How to answer questions about emotional intelligence?

Questions like tell me about a time you had a conflict with a colleague and how you handled that are EI questions. Emotional intelligence is much more subtle in how a candidate answers anything. A lot of candidates are reluctantly talking about their fears. By undermining the conflict, the failure, the difficulty that you had back then, you're not able to admit and own up to what you did before then that you wouldn't do today. Interviewers believe that if you're afraid of failing, you will not be the best decision-maker in those circumstances.

Have the interview expectations changed from both sides, and are people coming in more reserved now trying to impress?

There's one effortless culture shift to consider, to compare where we were 30, 40 years ago versus today. A significant factor is the influence of social media, especially on the millennial and future generations, in terms of we've learned to project our lives upward with those fantastic pictures and beautiful landscapes. So diversity and inclusion, that's an elementary examples. If you ask somebody, what was your policy on diversity even ten years ago? And that person says, oh, I was already very aware of my bias and already hired people with a different whatever.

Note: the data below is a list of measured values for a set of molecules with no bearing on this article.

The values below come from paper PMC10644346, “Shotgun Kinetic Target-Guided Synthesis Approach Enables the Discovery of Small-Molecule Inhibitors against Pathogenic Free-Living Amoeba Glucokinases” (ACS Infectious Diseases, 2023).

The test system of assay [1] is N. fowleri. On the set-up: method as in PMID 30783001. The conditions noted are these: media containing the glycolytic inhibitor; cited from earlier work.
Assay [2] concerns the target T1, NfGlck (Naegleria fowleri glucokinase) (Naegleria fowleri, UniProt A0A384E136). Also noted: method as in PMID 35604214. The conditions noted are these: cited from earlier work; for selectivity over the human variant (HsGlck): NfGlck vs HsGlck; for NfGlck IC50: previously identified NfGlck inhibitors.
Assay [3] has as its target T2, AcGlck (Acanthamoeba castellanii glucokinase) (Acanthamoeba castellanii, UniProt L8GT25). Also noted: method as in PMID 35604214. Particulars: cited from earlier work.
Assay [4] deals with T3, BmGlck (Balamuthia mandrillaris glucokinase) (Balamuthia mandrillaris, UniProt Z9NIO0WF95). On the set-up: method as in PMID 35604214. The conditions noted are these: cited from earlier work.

💡 Stefania Montana does two kinds of coaching; one is interview focus, and the second one is leadership focus. It focuses on bringing along these aspects of emotional intelligence to succeed better at work and find more balance in your life, be more aligned with your mission, and be happier. The first approach is time-sensitive when someone has an interview; she gets into the weeds quickly and helps them out. The other is not necessarily just interviews, but careers in general, like picking apart some of these stories and narratives, getting a bit deeper, developing them, and understanding them. They both sound compelling and could be done in combination depending on the time and the individual.